irons. WM.W.BOGARDUS,Jusi. Peace.” Now for a proof of your sincerity. You I call upon the reader to compare the know very well what had bee; the treat. treatment of these four innocent, gallant, ment of American seamen impressed by and faithful men, with the treatment of the our ships of war; but, not one single word villain for whom you affect to have felt so would you say of that. I have recently re
much compassion. I beg of the reader to published the case of James Tompkins, of observe, that you say not
one word of these Ulster county, New York; but I will here you keep a guarded silence upon this sub
instances of intolerable oppression; that republish it again. The reader, will ob- ject; I beg of the reader to observe this, serve, that these things were the cause of and then I am sure he will not want any the war, and of all the disgrace that arose thing to enable him to make a just estimate out of that war.
of your sincerity. I do not, and I never “ Duchess County, state of New-York---58 : did, take upon me to VOUCH for the truth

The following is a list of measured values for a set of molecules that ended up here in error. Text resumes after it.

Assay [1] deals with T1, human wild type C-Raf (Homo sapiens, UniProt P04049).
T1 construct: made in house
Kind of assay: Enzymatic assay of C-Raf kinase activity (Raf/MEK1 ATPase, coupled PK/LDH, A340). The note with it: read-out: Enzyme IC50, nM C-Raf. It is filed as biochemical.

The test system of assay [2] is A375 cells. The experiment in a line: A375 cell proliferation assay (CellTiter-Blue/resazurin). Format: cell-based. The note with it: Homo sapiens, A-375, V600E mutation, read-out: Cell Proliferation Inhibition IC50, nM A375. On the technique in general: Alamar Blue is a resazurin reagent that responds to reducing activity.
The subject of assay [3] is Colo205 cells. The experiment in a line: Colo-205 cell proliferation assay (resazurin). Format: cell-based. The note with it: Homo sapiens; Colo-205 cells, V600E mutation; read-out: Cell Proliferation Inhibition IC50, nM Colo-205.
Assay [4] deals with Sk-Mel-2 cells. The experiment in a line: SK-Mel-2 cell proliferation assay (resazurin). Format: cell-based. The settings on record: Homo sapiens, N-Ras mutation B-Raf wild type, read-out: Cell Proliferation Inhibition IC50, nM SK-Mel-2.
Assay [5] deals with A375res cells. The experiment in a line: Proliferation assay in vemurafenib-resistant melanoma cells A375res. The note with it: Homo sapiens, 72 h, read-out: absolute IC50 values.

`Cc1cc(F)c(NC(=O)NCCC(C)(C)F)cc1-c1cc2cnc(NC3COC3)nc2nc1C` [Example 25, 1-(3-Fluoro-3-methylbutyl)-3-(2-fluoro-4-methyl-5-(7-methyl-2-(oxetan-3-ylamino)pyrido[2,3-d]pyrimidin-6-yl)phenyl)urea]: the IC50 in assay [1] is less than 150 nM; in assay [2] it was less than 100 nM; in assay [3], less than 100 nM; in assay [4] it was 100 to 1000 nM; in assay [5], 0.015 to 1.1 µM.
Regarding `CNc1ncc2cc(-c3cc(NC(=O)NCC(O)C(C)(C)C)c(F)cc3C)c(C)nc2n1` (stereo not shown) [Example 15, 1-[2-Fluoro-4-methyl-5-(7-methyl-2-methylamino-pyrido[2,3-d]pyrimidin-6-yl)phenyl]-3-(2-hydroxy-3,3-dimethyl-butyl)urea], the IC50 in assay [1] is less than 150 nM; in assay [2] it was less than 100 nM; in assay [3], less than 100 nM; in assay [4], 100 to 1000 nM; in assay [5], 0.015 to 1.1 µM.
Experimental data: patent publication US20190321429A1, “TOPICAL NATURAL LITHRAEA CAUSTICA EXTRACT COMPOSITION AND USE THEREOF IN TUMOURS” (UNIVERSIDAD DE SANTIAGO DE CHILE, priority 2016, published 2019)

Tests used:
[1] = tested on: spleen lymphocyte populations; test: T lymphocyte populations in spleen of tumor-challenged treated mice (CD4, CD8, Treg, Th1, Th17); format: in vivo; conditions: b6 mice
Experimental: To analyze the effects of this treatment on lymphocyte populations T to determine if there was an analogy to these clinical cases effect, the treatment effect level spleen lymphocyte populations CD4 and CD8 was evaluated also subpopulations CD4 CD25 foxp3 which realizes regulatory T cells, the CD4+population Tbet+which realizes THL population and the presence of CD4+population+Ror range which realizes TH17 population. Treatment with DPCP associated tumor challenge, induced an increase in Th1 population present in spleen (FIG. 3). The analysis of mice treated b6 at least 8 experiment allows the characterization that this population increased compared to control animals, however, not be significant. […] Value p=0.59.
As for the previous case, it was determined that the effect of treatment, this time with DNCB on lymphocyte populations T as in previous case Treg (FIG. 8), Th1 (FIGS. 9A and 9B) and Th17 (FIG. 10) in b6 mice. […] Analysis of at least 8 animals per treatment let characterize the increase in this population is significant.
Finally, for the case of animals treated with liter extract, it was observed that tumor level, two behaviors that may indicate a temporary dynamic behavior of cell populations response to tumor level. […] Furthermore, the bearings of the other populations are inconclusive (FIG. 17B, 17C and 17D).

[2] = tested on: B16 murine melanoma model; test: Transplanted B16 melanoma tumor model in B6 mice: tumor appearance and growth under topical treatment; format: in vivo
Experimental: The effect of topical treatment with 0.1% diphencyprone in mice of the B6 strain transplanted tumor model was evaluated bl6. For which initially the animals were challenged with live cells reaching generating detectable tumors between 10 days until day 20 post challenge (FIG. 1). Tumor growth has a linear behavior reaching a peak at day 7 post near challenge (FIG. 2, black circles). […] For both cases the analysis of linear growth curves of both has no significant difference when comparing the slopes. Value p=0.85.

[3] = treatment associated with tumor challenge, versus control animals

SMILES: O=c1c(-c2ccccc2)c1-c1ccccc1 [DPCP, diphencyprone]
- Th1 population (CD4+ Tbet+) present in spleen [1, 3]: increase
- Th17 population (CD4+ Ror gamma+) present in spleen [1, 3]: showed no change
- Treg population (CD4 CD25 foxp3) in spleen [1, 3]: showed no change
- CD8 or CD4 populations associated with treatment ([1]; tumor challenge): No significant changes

“ James Tompkins, being sworn, saith, of these American affidavits. I say, as I that he is a native of Ulster county, oppo- always said, that there is not a man on earth site Poughkeepsie ; that he sailed out of who would more sincerely rejoice to see New-York in the month of April, 1812, in these affidavits contradicted in form, and the ship. Minerva, bound to Ireland; that, from authority. But, never have they been on the homeward-bound passage, in July thus contradicted; and they contained a after, this deponent, with three other Ame- statement of those allegations which, true or rican seamen, Samuel Davis, .William false, produced that war of indelible disYoung, and Job Brown, were impressed, grace to England, to disguise or disfigure the and taken on board of the British ship Ac- facts of which war, is the object of the work tion, David Smith, Captain. We were tak- of which you have sent me a copy; for en on Saturday evening; on Monday morn- which work you say that you have recelved ing we were brought to the gangway, and the applause of the Duke of Clarence, and informed we must enter op board ship, and for which you have my hearty contempt. live as other seamen, or we should live on I dow return to notice the novelty of your oatincal and water, and receive five dozen manner of beginning to write a history of